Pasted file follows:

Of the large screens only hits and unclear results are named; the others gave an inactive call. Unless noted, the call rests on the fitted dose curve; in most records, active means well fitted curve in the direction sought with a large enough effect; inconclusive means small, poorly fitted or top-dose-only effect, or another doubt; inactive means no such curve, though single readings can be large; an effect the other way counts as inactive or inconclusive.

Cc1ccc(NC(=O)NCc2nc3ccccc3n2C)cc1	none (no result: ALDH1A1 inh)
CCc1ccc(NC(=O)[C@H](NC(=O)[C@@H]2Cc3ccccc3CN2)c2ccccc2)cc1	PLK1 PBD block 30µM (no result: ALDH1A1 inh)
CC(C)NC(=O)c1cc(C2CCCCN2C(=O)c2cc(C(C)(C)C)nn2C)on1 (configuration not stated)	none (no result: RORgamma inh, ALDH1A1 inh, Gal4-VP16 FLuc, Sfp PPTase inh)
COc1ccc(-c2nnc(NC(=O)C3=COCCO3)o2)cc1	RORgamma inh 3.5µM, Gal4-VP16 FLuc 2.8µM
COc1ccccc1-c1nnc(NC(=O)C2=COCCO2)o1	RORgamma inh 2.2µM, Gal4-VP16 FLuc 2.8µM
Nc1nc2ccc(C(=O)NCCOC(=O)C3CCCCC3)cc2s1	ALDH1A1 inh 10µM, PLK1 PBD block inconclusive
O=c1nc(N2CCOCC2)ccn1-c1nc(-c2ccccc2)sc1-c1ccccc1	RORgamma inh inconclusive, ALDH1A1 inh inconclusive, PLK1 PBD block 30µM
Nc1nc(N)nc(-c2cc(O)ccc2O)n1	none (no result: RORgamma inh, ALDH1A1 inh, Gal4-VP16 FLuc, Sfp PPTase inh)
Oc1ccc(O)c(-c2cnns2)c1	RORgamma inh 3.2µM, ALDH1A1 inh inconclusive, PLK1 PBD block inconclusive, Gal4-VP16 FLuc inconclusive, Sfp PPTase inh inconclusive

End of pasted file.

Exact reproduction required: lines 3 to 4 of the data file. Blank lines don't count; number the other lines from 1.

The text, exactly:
CCc1ccc(NC(=O)[C@H](NC(=O)[C@@H]2Cc3ccccc3CN2)c2ccccc2)cc1	PLK1 PBD block 30µM (no result: ALDH1A1 inh)
CC(C)NC(=O)c1cc(C2CCCCN2C(=O)c2cc(C(C)(C)C)nn2C)on1 (configuration not stated)	none (no result: RORgamma inh, ALDH1A1 inh, Gal4-VP16 FLuc, Sfp PPTase inh)